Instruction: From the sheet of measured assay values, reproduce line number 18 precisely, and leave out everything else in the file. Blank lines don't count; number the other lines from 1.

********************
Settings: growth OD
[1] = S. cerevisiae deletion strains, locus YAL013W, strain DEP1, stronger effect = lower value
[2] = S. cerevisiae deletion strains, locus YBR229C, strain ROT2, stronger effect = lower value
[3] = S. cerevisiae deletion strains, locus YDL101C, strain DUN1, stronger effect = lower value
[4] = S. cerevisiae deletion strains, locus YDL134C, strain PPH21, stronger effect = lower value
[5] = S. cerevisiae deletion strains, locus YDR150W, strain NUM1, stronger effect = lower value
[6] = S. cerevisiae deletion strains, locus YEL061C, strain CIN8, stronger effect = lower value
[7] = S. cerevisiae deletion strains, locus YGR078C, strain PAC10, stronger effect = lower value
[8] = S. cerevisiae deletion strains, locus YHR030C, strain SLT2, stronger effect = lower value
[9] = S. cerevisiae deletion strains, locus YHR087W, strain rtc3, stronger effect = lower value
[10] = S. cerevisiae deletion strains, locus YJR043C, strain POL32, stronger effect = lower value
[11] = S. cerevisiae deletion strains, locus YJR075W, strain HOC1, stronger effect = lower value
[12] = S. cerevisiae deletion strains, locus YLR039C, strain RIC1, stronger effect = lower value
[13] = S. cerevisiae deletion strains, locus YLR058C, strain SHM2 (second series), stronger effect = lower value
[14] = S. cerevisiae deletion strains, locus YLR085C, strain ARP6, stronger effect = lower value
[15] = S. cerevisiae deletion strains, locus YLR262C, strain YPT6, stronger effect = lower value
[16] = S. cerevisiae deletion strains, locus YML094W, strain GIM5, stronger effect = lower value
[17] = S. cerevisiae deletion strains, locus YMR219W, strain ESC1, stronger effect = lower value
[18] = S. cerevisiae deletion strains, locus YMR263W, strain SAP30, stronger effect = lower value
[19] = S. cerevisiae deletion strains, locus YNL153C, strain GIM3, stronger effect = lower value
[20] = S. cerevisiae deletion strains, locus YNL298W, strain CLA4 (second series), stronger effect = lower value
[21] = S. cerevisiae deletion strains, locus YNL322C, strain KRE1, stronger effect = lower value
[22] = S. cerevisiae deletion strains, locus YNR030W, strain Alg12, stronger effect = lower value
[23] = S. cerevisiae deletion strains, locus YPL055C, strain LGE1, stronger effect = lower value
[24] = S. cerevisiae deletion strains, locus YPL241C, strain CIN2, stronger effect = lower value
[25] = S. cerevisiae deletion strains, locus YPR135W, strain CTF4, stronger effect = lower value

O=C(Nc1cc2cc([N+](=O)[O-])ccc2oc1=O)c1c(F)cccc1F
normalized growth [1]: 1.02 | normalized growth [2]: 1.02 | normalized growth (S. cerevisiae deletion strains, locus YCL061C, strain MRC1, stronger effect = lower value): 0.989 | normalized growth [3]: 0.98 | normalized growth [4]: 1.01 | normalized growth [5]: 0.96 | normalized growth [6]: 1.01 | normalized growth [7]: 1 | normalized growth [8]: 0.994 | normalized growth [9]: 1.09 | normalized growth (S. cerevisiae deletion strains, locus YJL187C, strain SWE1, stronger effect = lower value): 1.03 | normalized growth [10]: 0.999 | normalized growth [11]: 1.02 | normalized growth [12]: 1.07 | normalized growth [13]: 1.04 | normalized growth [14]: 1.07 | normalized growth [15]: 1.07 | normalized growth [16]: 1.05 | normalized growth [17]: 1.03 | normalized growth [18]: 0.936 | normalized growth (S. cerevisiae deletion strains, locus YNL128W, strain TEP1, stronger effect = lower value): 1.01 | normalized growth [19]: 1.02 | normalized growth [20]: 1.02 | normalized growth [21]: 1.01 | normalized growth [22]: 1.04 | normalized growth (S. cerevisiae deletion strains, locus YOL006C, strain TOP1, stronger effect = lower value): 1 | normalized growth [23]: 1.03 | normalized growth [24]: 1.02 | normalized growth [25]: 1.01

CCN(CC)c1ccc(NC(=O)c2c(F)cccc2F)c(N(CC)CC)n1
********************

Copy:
[17] = S. cerevisiae deletion strains, locus YMR219W, strain ESC1, stronger effect = lower value